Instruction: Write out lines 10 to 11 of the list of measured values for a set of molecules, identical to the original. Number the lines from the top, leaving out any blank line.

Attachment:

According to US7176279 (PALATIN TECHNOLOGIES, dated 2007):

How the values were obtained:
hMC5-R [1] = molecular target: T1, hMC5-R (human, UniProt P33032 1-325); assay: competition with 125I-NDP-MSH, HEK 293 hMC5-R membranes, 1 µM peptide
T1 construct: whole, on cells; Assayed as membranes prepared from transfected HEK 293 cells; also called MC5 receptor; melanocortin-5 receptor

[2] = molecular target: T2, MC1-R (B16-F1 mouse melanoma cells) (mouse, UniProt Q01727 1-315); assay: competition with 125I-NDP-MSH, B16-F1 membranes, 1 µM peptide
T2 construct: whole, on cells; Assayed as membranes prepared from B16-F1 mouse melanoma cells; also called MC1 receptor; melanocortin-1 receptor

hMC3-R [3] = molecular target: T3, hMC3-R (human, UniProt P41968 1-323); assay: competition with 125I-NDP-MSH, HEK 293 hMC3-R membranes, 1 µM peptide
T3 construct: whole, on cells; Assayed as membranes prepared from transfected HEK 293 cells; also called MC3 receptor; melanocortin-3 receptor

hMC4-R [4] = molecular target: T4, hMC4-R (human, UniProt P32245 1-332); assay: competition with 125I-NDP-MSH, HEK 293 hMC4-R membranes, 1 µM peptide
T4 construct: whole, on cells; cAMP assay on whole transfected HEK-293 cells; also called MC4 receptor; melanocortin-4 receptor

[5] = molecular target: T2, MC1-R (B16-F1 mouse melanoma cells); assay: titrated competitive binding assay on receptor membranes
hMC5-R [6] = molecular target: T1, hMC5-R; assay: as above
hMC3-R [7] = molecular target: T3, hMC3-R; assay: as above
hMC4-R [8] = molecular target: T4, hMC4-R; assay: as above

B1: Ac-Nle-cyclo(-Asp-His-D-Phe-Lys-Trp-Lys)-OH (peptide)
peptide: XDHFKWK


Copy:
T4 construct: whole, on cells; cAMP assay on whole transfected HEK-293 cells; also called MC4 receptor; melanocortin-4 receptor

[5] = molecular target: T2, MC1-R (B16-F1 mouse melanoma cells); assay: titrated competitive binding assay on receptor membranes